Lilly considers sale, spinoff of Elanco animal-health business

elanco animal health

Eli Lilly and Co. says it is reviewing whether to sell or spin off its Elanco animal-health business, a move that could start a dramatic new chapter for the 64-year-old unit that employs 6,500 people, including 800 at its Greenfield headquarters.

The move, announced Tuesday morning, comes as sales have slowed in recent quarters at Elanco, which makes a vast array of vaccines, antibiotics, feed additives and other health products for livestock and pets.

Lilly said Elanco’s sales have fallen 1 percent in the first nine months of 2017, to $2.29 billion, although sales for the third quarter edged up 5 percent, to $740.6 million.

Indianapolis-based Lilly said a strategic review of Elanco could result in "an initial public offering, merger, sale, or retention of the business." The drugmaker said it will make a decision no later than mid-2018.

"Elanco has developed into a premier animal health company, and has been an important growth driver and source of revenue diversification for Lilly,” Lilly CEO Dave Ricks said in a written statement. “Through acquisitions and organic growth, we've grown Elanco to a size and scale that now allows us to consider a variety of options to maximize future value."

IBJ reported in September that Lilly was not ruling out spinning off Elanco, a departure from its strategy under former CEO John Lechleiter, who retired at the end of last year. 

“I’ve been very clear, we like having that animal health business as part of Lilly,” Lechleiter told Bloomberg TV in October. "Not so long ago, it was about 5 or 6 percent of our revenue. Today, it’s about 15 percent. I think that’s a meaningful [form] of diversification that comes with a business that we know a lot about.”

For years, Lilly could count on Elanco as a steady growth engine that could help it cope with declining sales caused by human-drug patent expirations.

But recently, the unit has struggled, as competitors including Zoetis and Bayer have taken market share. The downturn came just as Lilly was expecting a big boost in sales and profit, helped by its $5.4 billion purchase of Novartis’ animal health division in 2015.

Lilly launched the unit in 1953 to produce antibiotics for livestock, and over the years expanded it to a wide variety of health products for companion animals and food animals.

A Lilly spokeswoman this fall said the setbacks were due to stiffer competition, aggressive pricing by rivals and other factors.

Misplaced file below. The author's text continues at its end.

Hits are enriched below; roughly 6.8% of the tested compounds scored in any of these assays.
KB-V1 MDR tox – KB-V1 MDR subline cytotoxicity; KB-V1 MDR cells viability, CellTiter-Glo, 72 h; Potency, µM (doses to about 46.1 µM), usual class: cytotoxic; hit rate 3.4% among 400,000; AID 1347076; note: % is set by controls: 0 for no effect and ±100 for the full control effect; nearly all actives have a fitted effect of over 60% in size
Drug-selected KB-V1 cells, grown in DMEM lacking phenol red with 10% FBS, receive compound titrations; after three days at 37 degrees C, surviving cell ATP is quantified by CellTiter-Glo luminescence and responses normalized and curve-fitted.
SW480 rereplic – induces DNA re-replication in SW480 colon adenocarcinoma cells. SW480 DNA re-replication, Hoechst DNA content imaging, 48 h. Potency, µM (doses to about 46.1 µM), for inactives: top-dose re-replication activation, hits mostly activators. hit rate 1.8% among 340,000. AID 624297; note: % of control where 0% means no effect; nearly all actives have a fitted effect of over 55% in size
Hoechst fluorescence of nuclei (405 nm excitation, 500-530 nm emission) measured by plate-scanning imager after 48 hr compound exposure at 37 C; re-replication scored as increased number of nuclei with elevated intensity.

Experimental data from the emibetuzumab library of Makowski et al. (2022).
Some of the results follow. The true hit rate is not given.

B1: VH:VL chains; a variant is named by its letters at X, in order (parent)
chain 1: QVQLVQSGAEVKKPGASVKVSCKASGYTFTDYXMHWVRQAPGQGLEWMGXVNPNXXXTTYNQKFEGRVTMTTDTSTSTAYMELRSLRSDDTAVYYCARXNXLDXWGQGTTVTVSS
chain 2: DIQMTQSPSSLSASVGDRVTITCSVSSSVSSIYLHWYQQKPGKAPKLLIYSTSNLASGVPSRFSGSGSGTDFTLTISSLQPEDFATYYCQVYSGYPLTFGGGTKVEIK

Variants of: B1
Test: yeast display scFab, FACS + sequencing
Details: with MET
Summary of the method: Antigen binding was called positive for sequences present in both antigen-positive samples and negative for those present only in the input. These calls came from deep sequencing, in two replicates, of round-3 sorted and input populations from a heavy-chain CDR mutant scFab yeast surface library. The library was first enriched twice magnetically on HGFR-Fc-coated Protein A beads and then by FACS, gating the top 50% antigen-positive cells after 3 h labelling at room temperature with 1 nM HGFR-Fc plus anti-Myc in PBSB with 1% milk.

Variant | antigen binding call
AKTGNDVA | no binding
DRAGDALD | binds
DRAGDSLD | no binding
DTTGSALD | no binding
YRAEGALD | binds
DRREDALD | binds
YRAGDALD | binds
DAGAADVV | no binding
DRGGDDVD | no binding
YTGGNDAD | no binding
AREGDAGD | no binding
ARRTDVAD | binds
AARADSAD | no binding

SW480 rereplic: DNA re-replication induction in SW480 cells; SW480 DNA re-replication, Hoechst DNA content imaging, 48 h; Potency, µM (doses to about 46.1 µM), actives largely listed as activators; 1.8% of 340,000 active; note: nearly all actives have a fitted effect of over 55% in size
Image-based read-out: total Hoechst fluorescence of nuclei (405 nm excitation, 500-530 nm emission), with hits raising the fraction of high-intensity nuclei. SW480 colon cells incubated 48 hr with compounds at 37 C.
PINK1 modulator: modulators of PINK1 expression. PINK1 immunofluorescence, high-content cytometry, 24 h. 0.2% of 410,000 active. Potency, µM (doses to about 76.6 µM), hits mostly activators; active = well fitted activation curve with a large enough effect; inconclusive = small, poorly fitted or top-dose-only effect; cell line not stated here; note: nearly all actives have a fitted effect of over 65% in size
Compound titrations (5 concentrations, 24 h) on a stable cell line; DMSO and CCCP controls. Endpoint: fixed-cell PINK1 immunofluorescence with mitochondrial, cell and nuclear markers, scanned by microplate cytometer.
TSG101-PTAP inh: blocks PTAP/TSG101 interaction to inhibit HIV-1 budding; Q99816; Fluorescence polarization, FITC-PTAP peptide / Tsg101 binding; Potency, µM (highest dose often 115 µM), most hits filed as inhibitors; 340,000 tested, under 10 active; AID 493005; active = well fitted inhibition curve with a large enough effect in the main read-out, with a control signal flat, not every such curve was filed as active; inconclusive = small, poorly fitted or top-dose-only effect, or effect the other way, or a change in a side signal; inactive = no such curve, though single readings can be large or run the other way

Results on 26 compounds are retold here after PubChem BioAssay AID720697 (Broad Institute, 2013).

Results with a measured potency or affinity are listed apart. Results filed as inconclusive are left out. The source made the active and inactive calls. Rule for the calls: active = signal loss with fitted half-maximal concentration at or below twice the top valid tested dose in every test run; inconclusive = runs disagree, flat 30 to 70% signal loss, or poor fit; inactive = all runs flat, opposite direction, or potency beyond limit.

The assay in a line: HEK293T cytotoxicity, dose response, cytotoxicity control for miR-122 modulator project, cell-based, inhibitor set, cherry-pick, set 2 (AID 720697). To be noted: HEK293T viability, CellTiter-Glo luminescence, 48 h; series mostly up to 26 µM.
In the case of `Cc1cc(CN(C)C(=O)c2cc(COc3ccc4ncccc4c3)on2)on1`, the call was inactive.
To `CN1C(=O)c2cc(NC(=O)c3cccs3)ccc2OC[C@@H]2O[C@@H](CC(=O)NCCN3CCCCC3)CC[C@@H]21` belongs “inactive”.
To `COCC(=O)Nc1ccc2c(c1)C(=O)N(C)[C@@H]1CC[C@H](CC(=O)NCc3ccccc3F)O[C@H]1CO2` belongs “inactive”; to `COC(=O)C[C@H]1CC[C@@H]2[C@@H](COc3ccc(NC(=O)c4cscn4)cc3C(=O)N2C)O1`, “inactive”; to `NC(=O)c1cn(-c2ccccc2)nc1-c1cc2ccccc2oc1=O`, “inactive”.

In a July conference call, Elanco President Jeff Simmons said the company was shifting into high-growth product areas, such as a salmonella vaccine for poultry and a parasite killer for farmed fish. He added that Elanco had received approval in the European Union for a flea-tick combination product for pets.

The global market for animal health is valued at $34.6 billion, and is expected to grow more than 5 percent a year through 2025, according to Grand View Research, a business consulting firm based in San Francisco.

As a stand-alone company, Elanco would be the 12th-largest public company in Indiana, with 2016 revenue of $3.16 billion. That would put it ahead of Vectren Corp., Allison Transmission, Finish Line, Republic Airways and Duke Realty Corp.

Lilly disclosed it was reviewing options for Elanco in its third quarter earnings press release.

Lilly reported that third-quarter profit sank 29 percent, to $555.6 million, due in part to restructuring costs and other one-time charges. Last month, the company said it would cut about 3,500 positions as part of a plan to close some research sites and trim fixed costs.

Adjusted earnings totaled $1.05 per share in the third quarter. Worldwide revenue grew 9 percent, to $5.66 billion, helped by established products like the insulin Humalog as well as newer drugs.

Analysts had expected earnings of $1.03 per share on $5.52 billion in revenue, according to Zacks Investment Research.

Lilly also raised its forecast for 2017. The drugmaker now expects adjusted earnings to range from $4.15 to $4.25 per share, up from a forecast of $4.10 to $4.20 that it made in July.

Shares in Lilly rose in initial trading Tuesday before falling 1.3 percent, to $86.03 each.

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